Full of natural probiotics which boost the good bacteria in the gut and therefore boost immunity and overall health, fermented foods were what we used to do naturally when we didn’t have great refrigeration and wanted to store our harvests for longer.
So much better if you make it yourself so there are no ‘added ingredients’ nasties like sugar. From water kefir, kombucha, kimchee and Sauerkraut, to creating vegan ‘cheese’ out of cashews, making tempeh or using miso, there are fermented foods available for all levels of effort, skill and ingredients/kitchen equipment to hand. I love drinking water kefir but they need changing every couple of days and when I’m working a lot I feel like a really bad Kefir mother, neglecting my Kefir children. I don’t have access here in Central America to a Kombucha ‘Scobie’ so I’m going old school and fermenting my cabbage with Max’s (of Jocotel, Tzunana) Sauerkraut recipe!
(Makes 2 400/500g jars)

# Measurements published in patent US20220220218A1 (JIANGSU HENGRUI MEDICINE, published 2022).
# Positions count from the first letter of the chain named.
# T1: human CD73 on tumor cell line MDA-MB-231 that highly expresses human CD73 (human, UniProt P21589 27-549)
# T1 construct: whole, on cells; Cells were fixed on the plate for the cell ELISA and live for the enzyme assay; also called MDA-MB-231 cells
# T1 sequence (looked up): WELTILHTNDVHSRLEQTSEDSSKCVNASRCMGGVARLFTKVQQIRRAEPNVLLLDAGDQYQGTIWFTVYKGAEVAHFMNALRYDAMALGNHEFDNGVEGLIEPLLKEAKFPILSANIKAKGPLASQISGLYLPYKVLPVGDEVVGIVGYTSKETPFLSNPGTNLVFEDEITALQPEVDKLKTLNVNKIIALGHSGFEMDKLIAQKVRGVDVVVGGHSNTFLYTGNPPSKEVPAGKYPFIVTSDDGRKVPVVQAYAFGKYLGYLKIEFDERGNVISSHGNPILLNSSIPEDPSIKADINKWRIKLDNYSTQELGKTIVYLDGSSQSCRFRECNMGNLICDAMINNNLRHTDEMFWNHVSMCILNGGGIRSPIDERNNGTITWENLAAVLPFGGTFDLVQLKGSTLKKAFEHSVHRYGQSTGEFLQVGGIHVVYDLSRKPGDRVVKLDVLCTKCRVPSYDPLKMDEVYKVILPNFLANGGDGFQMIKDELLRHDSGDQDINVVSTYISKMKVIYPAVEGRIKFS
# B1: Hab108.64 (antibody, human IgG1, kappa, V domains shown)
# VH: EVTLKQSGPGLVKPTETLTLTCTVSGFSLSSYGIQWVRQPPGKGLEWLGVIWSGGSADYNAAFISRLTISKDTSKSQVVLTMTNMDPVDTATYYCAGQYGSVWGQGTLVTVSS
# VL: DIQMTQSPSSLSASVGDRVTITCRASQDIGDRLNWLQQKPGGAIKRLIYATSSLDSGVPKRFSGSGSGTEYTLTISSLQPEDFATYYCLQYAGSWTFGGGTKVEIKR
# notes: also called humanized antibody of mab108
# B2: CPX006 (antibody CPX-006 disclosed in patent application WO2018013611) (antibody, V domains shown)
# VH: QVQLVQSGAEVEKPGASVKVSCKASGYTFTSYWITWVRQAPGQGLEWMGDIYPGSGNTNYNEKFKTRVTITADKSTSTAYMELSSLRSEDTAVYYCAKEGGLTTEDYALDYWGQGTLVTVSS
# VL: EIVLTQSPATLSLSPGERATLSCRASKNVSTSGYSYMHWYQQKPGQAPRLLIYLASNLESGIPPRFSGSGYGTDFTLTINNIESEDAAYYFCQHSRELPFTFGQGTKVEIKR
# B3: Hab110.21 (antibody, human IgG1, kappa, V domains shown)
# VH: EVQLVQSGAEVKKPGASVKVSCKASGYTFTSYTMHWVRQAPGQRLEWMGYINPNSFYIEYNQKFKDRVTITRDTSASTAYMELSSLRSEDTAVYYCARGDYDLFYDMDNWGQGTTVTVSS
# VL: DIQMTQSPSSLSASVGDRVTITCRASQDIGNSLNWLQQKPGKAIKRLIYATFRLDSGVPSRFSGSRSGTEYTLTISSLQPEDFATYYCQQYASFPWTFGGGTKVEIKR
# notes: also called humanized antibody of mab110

1 whole green cabbage, finely sliced
1/2 carrot, grated
2 garlic cloves
A pinch of chilli powder
1 tablespoon of salt
1/2 chopped Jalapeno (I didn’t have any fresh ones so used a few slices that I had
There is no additional liquid added to the cabbage, the liquid in the jar comes entirely from the cabbage’s own juices. Use whatever you have to hand to crush the finely sliced cabbage so it breaks down and get’s deliciously juicy. I didn’t have a pestle so I used a saucepan and the plunger from the vegetable juicer.
This is probably the only slightly difficult part of the process, using a little bit of brute force to crush the cabbage and then use pressing actions to help encourage the juice out.
Spoon into a jar, planning to fill no more than 70-80% of the way up, leaving space for the fermentation to continue once you put the lid on. Add the grated carrot, garlic, Jalapeno/chopped chilli, salt and chilli powder or anything else you want to flavour it with.
Mix it all up and push it down so it’s under the juices, cover with a thick piece of cabbage leaf, weight down with a big chunk of carrot, and cover with a cheesecloth/nutmilk bag/paper towel and rubberband. Leave to ferment open to the elements for 6 days and then eat as often as required! Always take care to keep it covered in it’s own juices to prevent the demon’s of mould getting into it and leave open to the air to keep the fermentation process running.
Right, second batch coming up!
Is there a photographer in the house? Photo credit, with thanks to Matt Wheeler, paid in full with cabbage.